Looking after elderly relatives in your own home is something more of us will be doing as we have an ageing population. As many families struggle with financial pressures, often it makes sense to pool resources and live in a multi-generation household. Whether due to frailty, loneliness or bereavement, many older people would love to live with their loved ones. My advice would be to think about the emotional and practical implications before making life-changing decisions. Honest communication is key along with practical stuff such as deciding if you need to install a stairlift in your home and working out which welfare benefits may be available to your family.
There are certain times when it really hits us that we are actually adults. When your parents need you to care for them, you start to realise that you will be doing some of the very things they did for you when you were growing up. Tasks might range from offering a listening ear to more intensive care such as helping with dressing, toileting and personal hygiene. You may have to accompany your parent to medical appointments and ensure they take their medication at the right time.
Juggling it all
The very time when your parent needs to live with you often comes whilst you are bringing up your children and also trying to make a living. It can be a very stressful time and it is vital you recognise yourself as a carer and seek support. You may feel isolated but there are lots of people out there who can help from your local authority to a wide range of charities. It is a sign of strength to say that you need help and to seek it. Only by looking after yourself well can you care effectively for those around you so never think it is selfish to say you need support too.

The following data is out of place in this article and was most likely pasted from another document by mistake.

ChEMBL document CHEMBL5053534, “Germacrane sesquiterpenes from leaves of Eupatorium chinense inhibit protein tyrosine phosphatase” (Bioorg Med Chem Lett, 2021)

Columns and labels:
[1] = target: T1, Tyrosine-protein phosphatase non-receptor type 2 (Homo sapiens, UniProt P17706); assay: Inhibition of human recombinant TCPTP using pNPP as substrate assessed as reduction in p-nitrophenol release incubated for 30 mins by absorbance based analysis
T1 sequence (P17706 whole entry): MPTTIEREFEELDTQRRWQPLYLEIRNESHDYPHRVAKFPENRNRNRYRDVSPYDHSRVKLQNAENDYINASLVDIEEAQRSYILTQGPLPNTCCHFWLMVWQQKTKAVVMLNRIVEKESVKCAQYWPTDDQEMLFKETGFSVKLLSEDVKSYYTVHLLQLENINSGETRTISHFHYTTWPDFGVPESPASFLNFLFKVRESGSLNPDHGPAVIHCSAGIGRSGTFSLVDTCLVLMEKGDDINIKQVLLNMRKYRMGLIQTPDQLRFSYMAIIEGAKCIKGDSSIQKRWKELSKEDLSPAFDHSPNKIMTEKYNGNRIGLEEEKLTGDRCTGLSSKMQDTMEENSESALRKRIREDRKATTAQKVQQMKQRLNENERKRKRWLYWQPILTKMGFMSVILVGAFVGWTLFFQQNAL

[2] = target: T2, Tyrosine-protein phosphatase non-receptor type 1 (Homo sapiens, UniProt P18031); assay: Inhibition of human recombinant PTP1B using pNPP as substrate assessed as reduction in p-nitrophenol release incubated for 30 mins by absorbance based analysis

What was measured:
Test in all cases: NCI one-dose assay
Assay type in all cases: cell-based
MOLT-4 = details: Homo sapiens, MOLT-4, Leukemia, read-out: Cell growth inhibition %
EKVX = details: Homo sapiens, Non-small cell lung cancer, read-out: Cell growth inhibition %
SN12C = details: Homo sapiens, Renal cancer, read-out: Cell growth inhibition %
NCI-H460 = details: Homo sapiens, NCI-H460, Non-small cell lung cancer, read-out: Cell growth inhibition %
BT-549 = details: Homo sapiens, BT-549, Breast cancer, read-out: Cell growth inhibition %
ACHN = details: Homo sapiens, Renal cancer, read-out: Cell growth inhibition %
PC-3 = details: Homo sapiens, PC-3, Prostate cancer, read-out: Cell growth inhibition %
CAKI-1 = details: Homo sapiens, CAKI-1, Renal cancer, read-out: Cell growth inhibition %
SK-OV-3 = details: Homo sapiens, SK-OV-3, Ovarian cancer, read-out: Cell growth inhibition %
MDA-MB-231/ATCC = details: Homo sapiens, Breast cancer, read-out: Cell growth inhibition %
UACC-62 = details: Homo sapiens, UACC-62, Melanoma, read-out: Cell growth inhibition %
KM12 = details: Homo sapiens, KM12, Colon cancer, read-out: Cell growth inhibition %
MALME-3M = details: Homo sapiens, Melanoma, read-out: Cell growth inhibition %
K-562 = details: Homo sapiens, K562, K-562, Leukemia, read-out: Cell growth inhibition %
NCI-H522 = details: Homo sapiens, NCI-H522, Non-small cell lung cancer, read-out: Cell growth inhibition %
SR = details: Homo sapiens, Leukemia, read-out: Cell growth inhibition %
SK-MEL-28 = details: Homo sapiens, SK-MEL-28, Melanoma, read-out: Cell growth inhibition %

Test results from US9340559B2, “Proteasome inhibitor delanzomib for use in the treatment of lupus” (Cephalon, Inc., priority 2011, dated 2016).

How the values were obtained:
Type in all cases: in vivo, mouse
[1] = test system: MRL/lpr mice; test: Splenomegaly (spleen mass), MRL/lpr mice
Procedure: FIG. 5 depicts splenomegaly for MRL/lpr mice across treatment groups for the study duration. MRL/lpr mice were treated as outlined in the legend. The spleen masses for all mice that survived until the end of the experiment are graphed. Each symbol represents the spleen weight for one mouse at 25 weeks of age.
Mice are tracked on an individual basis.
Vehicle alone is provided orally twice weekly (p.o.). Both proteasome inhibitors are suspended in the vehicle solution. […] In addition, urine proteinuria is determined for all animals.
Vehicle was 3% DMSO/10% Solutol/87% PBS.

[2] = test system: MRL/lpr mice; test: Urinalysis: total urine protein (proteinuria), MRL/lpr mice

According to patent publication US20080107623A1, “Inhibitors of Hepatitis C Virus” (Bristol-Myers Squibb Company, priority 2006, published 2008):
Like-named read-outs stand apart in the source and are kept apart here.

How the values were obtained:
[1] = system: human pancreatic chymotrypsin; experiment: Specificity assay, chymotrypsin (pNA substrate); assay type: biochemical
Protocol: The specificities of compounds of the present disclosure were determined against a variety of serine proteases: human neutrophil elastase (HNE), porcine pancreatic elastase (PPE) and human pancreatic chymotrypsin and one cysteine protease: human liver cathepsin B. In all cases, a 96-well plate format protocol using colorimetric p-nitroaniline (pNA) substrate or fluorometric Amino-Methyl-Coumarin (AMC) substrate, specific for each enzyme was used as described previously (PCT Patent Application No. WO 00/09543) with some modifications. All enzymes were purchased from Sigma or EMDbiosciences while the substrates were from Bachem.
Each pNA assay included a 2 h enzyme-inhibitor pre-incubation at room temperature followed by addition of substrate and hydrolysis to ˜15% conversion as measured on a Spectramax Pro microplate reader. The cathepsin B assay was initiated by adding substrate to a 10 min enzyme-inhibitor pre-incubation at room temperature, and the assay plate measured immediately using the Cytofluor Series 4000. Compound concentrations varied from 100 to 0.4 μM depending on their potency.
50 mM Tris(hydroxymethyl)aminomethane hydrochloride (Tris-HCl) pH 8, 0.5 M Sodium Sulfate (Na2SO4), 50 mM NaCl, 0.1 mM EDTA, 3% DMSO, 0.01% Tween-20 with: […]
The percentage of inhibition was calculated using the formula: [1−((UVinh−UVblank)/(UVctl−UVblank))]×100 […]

When my mother died, I knew I wanted my father to come to live with me. He was adamant that whilst he liked the idea he would need his own personal space. It took me a year to find the perfect accommodation with an annexe attached to the house. We had some amazing years of memories together before he passed away. He had such quality time with his grandchildren treating them, reading to them and laughing with them. In turn, they learned so much from him and treasure their memories of him. I supported Dad as his needs became greater and he was lovely to have around for me too. We had fun trips out together with a regular Tuesday lunch date and also fish and chips on Fridays. He shared stories that he had not told me when my mum was alive. It was a very precious time for all of us.
Things that can help
You can meet other carers in person or online. You can ask your local authority for the assessment of your elderly relative’s care needs and also your support needs. You may be able to claim welfare benefits or to apply for grants. Depending on the individual, your relative may need special equipment which might be anything from mobility aids through to a specially adapted vehicle. Ensure you look into things like Meals on Wheels and laundry collection services that just might make life a little simpler for you all.
I would recommend looking after elderly relatives in your own home wholeheartedly so long as you have the right support in place. Of course, individual circumstances differ but with a little goodwill and imagination, it is possible to live together and thrive in a multi-generation household.